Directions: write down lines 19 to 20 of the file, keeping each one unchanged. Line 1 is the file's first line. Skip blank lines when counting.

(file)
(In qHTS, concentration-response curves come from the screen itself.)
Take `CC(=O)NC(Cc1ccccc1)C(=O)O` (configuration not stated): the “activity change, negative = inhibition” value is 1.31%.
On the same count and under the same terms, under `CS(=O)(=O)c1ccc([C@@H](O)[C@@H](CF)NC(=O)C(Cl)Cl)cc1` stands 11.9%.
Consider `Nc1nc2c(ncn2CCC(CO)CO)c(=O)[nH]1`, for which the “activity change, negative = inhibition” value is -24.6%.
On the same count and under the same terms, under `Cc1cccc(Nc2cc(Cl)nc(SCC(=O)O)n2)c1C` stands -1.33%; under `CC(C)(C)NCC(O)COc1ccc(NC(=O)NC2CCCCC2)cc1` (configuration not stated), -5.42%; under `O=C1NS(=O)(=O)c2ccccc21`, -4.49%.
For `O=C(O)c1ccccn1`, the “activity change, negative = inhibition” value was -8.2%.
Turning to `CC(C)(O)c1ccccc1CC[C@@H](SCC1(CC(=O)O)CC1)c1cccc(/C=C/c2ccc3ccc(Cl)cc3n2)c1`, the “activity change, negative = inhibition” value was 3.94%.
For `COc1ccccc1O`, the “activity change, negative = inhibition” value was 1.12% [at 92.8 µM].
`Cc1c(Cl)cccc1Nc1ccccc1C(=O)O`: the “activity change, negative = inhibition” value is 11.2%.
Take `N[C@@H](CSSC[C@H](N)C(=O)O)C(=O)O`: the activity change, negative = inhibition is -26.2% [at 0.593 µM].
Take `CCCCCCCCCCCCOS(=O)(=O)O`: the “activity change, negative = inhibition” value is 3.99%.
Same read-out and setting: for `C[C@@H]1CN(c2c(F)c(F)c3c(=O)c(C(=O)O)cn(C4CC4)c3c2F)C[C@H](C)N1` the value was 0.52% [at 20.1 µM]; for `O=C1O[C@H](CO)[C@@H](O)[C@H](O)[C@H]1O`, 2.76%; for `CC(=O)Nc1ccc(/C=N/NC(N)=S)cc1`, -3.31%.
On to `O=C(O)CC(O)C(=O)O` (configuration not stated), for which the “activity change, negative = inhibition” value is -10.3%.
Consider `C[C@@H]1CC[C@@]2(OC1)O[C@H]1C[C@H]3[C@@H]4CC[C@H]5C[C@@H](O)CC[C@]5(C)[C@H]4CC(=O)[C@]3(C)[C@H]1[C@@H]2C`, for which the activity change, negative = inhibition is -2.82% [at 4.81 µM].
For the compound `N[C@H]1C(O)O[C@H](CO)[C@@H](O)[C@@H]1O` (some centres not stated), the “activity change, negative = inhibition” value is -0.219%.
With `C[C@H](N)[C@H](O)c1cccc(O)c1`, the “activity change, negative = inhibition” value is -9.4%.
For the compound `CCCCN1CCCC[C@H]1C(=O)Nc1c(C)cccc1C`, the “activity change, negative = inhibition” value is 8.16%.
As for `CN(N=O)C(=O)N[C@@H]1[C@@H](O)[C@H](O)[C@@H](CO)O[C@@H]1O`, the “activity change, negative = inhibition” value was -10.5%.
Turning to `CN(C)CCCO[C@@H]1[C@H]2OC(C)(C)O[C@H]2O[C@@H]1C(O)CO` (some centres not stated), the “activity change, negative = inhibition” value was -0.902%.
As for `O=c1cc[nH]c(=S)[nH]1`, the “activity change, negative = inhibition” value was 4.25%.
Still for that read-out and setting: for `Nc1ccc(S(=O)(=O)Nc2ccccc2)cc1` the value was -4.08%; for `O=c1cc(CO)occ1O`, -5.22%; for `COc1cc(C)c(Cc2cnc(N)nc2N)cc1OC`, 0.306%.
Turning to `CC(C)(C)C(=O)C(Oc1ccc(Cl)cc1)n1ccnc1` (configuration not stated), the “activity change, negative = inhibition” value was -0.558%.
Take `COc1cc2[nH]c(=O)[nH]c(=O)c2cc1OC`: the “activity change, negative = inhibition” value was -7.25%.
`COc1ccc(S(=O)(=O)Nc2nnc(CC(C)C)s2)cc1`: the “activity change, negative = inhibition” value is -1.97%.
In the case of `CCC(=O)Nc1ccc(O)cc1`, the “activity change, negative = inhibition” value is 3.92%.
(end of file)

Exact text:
Turning to `CN(C)CCCO[C@@H]1[C@H]2OC(C)(C)O[C@H]2O[C@@H]1C(O)CO` (some centres not stated), the “activity change, negative = inhibition” value was -0.902%.
As for `O=c1cc[nH]c(=S)[nH]1`, the “activity change, negative = inhibition” value was 4.25%.